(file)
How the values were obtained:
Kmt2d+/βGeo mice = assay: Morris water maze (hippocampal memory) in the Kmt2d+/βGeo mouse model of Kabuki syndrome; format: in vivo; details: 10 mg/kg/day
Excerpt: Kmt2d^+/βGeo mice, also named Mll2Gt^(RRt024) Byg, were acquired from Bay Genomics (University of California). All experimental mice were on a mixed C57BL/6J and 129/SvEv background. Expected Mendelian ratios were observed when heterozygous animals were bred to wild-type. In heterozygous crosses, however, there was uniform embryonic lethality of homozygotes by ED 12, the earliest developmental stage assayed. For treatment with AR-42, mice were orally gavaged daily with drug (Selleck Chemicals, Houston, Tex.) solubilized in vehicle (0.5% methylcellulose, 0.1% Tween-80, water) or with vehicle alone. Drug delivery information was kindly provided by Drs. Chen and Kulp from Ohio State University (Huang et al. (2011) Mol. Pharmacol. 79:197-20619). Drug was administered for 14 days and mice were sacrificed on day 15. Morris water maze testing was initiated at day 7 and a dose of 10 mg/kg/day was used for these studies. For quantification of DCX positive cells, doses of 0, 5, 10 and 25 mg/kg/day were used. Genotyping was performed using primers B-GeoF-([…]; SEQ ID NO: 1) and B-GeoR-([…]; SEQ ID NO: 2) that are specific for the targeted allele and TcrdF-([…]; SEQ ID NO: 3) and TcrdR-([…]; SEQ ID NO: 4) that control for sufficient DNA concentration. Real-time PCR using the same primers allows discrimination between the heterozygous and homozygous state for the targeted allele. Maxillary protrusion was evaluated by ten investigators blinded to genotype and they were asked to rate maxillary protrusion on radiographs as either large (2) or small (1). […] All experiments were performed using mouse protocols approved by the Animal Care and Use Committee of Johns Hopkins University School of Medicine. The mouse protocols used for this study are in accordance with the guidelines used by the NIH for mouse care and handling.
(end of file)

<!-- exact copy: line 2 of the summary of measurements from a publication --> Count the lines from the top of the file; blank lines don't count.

Kmt2d+/βGeo mice = assay: Morris water maze (hippocampal memory) in the Kmt2d+/βGeo mouse model of Kabuki syndrome; format: in vivo; details: 10 mg/kg/day